So, it’s time to commit to how I feel about the marketing. Well, I think it’s canny. On-pulse. Mimicking adolescents’ desires for independence effortlessly. OneMobile are likely to be hugely successful and they have an energetic marketing suite to match. The product itself is simple to use, marketed like candy in a vending-machine website layout which doubtless fills a gap in the market. I like the app for re-crediting instead of going out at night. However – my acknowledgement that the marketing works and that the technology is savvy is quite separate to my sentiment about the marketing collateral. It makes me very uncomfortable. If I had a 15-year-old, I’d be sad if ‘cherry popping’ were part of her every day vocabulary. I wouldn’t want her to think that the “Let’s Get It On!” as a concept is as clean, shiny and simple as OneMobile’s advertising suggests. “Cherry Popper”, the titillating “Cherry Popper Crew” cruising shopping malls near you soon and the adage of “Let’s Get It On” compound the idea that buying mobile pre-paid products are as much fun -as neat and simple – as a brief pleasurable fling. I think I’ve seen a similar trick pulled before. I’m sure that 1960’s feminists can identify this insidious ploy from a mile-off, having been the original recipients of the ‘have sex and reclaim your power, because enjoying sex is a symbol of your independence’ concept. Snoop Dogg isn’t the kind of guy I’d want my 15 year old ‘Cherry Poppin’ with, y’know? He’s like an unofficial pinup boy for wannabe gangstas who like bucket bongs and long Playstation sessions accompanied by greasy kebabs and porn. I’d want my daughter to value and celebrate her sexuality, and kick any 15-to-whatever year old bloke to the kerb who started talking about ‘cherry popping’ and infantilising or cheapening her. I’d prefer her to have sex with someone age-appropriate who appreciates her without having to fetishize her adolescence.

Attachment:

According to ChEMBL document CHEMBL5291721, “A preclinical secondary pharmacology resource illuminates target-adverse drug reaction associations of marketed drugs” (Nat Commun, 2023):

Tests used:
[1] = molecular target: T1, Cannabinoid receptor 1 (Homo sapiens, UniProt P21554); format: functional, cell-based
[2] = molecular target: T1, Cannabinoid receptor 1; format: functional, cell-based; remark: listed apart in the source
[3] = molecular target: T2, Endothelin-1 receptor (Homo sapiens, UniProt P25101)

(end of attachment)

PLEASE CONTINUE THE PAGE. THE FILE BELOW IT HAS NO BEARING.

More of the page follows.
Yo! It’s Snoop Dogg and his pimp chalice!
I’m not silly enough to think that censorship is feasible – nor would I want it to be. I’m just a bit disappointed, that’s all. But hey – I’m also disappointed by The Celebrity Apprentice – that doesn’t mean it will cease to exist or draw ratings. OneMobile’s strategy is efficient, and is being used by other brands marketing to adolescents. They are not an ‘evil hegemonic’ brand, they are not doing anything that is out of the ordinary with their marketing. I just hope that we’re having enough earnest discussions with our adolescents (bearing in mind, i’m only 29) so that they can nimbly de-code these marketing messages and take them with a grain of salt.
OneMobile also have a product for senior citizens which is extremely cost-effective and comprehensive. They are a savvy business doing their thing, and expanding their markets with gusto. I am grateful to have gone along to their launch, to have spent some time with both Zac and Chris and ultimately – to crystallize some ideas about sexualized marketing I’ve been mulling over for some time. OneMobile threw a glorious launch party, with Cherry Popper cocktails, great catering and a band to boogie to. Here are some photos of the night.
The Cherry Popper Crew and Ninja (of the less controversial Ninja Thumbs product)
Tara, Kyra of Pybus PR and the ever-elegant Nish
Cheryl Lin of BusiChic fame channelling Breakfast at Tiffany’s.